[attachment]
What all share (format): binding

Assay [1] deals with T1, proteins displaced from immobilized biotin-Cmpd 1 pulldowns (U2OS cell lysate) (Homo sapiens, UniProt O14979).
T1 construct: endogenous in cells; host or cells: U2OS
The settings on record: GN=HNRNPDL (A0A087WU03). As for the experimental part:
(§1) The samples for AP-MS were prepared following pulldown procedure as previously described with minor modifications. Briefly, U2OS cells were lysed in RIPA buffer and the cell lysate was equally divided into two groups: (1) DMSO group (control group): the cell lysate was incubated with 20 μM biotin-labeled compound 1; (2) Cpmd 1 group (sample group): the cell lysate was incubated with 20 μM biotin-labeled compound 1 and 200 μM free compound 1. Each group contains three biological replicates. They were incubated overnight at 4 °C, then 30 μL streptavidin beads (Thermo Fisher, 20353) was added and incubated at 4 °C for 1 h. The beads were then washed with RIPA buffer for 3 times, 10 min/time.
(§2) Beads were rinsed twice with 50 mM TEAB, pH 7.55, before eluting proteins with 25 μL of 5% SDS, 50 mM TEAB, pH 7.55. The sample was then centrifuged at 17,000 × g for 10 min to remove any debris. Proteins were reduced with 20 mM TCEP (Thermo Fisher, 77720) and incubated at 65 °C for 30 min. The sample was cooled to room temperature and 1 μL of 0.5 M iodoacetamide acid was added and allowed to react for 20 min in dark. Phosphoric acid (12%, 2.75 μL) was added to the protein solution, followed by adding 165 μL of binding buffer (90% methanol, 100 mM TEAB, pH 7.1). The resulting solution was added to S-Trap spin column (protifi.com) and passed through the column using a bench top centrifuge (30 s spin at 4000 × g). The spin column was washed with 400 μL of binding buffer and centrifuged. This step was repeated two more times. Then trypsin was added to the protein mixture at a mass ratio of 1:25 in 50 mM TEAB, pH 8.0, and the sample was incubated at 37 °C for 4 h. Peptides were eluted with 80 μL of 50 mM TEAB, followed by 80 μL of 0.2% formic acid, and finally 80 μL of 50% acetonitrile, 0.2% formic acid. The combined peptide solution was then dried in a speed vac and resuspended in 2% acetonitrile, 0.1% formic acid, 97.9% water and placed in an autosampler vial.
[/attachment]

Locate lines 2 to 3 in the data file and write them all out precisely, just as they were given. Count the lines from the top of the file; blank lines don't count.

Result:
Assay [1] deals with T1, proteins displaced from immobilized biotin-Cmpd 1 pulldowns (U2OS cell lysate) (Homo sapiens, UniProt O14979).
T1 construct: endogenous in cells; host or cells: U2OS